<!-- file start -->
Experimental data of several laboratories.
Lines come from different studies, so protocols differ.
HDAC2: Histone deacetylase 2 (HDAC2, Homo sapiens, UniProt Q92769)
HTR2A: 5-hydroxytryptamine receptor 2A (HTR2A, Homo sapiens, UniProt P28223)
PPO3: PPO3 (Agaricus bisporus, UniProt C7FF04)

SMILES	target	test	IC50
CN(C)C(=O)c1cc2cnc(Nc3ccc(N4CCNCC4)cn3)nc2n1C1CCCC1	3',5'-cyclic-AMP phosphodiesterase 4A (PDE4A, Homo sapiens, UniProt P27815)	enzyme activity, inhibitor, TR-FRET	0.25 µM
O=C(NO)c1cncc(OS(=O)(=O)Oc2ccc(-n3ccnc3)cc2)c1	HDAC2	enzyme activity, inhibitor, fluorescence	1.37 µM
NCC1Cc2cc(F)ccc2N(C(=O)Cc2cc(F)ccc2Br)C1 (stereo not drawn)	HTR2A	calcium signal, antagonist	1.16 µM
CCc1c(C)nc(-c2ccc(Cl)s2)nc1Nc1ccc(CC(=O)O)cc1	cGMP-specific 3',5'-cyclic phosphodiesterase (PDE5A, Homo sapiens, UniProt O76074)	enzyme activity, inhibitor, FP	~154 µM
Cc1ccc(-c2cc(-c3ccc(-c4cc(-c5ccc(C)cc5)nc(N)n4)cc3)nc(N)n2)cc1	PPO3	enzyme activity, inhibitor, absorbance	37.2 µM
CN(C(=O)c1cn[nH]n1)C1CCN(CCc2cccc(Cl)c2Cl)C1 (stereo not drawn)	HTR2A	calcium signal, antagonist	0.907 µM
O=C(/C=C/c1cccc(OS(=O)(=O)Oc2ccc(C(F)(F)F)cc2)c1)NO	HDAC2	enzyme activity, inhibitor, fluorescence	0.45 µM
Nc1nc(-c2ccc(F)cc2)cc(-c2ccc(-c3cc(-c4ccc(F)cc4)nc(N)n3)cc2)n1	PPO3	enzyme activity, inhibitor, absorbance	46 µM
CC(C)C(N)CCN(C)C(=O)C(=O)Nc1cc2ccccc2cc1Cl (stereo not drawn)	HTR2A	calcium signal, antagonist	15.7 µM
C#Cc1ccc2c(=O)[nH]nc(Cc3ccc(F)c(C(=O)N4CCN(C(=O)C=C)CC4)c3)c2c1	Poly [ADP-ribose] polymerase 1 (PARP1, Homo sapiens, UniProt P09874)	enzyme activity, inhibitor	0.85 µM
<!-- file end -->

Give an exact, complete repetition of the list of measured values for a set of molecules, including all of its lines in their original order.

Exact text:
Experimental data of several laboratories.
Lines come from different studies, so protocols differ.
HDAC2: Histone deacetylase 2 (HDAC2, Homo sapiens, UniProt Q92769)
HTR2A: 5-hydroxytryptamine receptor 2A (HTR2A, Homo sapiens, UniProt P28223)
PPO3: PPO3 (Agaricus bisporus, UniProt C7FF04)

SMILES	target	test	IC50
CN(C)C(=O)c1cc2cnc(Nc3ccc(N4CCNCC4)cn3)nc2n1C1CCCC1	3',5'-cyclic-AMP phosphodiesterase 4A (PDE4A, Homo sapiens, UniProt P27815)	enzyme activity, inhibitor, TR-FRET	0.25 µM
O=C(NO)c1cncc(OS(=O)(=O)Oc2ccc(-n3ccnc3)cc2)c1	HDAC2	enzyme activity, inhibitor, fluorescence	1.37 µM
NCC1Cc2cc(F)ccc2N(C(=O)Cc2cc(F)ccc2Br)C1 (stereo not drawn)	HTR2A	calcium signal, antagonist	1.16 µM
CCc1c(C)nc(-c2ccc(Cl)s2)nc1Nc1ccc(CC(=O)O)cc1	cGMP-specific 3',5'-cyclic phosphodiesterase (PDE5A, Homo sapiens, UniProt O76074)	enzyme activity, inhibitor, FP	~154 µM
Cc1ccc(-c2cc(-c3ccc(-c4cc(-c5ccc(C)cc5)nc(N)n4)cc3)nc(N)n2)cc1	PPO3	enzyme activity, inhibitor, absorbance	37.2 µM
CN(C(=O)c1cn[nH]n1)C1CCN(CCc2cccc(Cl)c2Cl)C1 (stereo not drawn)	HTR2A	calcium signal, antagonist	0.907 µM
O=C(/C=C/c1cccc(OS(=O)(=O)Oc2ccc(C(F)(F)F)cc2)c1)NO	HDAC2	enzyme activity, inhibitor, fluorescence	0.45 µM
Nc1nc(-c2ccc(F)cc2)cc(-c2ccc(-c3cc(-c4ccc(F)cc4)nc(N)n3)cc2)n1	PPO3	enzyme activity, inhibitor, absorbance	46 µM
CC(C)C(N)CCN(C)C(=O)C(=O)Nc1cc2ccccc2cc1Cl (stereo not drawn)	HTR2A	calcium signal, antagonist	15.7 µM
C#Cc1ccc2c(=O)[nH]nc(Cc3ccc(F)c(C(=O)N4CCN(C(=O)C=C)CC4)c3)c2c1	Poly [ADP-ribose] polymerase 1 (PARP1, Homo sapiens, UniProt P09874)	enzyme activity, inhibitor	0.85 µM